Wigginton is leading a Water Environment Research Foundation project in which the researchers are testing whether they can safely make fertilizer for food crops out of disinfected human urine.
In addition to reducing nutrients in water, recycling urine could streamline waste treatment. It could head off the emerging issue of pharmaceutical contamination, curb water use and even lessen the need to manufacture synthetic fertilizer.
“Currently, our agriculture and our wastewater treatment are open systems,” says Kim Nace, director of the Rich Earth Institute in Brattleboro, Vt., a study participant. “It’s not a closed circle. But it could be. It could all go around and around in a complete cycle,” Nace told Michigan Engineering.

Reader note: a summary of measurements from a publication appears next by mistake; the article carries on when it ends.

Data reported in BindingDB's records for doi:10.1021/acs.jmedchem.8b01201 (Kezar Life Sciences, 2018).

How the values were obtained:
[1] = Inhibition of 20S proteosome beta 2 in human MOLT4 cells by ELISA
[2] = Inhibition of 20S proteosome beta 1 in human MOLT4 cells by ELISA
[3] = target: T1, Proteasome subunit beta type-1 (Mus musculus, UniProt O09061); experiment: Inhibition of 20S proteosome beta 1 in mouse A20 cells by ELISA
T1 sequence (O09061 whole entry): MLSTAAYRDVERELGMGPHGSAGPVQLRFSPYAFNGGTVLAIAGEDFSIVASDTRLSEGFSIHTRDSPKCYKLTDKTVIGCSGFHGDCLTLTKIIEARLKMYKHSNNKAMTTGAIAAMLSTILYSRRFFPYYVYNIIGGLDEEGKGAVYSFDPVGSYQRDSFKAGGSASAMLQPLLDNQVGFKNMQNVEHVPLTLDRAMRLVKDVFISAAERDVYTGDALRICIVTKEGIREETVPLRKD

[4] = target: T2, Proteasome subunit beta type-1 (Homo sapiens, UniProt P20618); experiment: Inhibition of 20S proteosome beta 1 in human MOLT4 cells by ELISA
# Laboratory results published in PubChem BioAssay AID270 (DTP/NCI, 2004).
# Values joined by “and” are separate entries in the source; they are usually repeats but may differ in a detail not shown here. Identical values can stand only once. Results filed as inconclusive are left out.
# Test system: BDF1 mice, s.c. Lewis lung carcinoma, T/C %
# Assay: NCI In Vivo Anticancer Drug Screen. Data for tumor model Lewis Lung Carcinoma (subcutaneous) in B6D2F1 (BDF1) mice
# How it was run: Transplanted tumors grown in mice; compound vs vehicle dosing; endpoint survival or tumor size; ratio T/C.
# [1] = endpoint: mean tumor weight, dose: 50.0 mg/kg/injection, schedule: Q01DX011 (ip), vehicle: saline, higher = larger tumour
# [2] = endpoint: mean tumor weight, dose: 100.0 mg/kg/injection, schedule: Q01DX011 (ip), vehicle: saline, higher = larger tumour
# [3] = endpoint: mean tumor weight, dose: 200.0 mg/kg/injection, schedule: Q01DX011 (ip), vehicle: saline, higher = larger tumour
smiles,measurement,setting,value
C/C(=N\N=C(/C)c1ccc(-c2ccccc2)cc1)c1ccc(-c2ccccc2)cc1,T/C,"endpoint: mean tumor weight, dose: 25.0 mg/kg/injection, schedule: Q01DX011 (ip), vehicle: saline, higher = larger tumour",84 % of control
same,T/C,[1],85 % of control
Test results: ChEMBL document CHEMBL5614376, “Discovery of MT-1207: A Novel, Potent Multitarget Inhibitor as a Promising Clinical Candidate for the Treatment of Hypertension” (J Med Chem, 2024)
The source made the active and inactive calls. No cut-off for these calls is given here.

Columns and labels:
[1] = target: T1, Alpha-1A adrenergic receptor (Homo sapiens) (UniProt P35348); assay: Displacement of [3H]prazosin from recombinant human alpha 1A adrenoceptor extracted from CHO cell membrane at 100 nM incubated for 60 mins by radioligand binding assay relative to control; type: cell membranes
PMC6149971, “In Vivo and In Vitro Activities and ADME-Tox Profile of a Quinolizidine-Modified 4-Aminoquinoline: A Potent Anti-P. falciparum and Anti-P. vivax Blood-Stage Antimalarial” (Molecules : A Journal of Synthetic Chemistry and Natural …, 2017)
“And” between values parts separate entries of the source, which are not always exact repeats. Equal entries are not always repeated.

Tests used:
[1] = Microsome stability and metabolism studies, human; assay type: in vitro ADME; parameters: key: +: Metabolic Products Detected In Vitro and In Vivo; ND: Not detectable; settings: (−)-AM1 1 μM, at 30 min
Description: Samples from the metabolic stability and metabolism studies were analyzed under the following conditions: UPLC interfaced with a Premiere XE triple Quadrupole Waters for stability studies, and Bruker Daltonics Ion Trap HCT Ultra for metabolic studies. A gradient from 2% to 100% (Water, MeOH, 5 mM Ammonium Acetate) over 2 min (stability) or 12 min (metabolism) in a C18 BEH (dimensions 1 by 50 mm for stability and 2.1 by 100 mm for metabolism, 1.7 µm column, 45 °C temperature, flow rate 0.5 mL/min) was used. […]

After the urine collection event, Kim Nace and Abe Noe-Hays of the Rich Earth Institute presented a seminar at U-M, which will be available online from MConneX.
The urine collection station was in the news on Michigan Radio.
Wigginton’s project is the focus of a Michigan Engineering piece called “Peecycling.” Read more here.